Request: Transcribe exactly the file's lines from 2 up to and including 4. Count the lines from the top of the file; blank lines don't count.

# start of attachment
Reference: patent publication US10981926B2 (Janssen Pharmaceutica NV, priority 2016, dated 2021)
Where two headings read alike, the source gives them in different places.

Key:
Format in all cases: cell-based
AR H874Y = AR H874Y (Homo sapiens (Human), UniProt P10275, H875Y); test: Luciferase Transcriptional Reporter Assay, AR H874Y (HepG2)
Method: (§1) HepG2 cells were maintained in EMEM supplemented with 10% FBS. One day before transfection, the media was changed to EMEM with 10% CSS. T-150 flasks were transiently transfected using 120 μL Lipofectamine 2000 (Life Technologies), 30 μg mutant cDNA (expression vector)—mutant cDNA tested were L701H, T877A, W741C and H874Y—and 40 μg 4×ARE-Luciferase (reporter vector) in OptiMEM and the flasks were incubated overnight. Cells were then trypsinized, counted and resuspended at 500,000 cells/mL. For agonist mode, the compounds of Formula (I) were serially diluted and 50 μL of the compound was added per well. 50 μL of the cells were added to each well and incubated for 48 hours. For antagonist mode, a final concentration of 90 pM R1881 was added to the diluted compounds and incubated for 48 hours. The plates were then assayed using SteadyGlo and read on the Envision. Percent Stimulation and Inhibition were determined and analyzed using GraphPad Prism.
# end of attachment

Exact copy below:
Where two headings read alike, the source gives them in different places.

Key:
Format in all cases: cell-based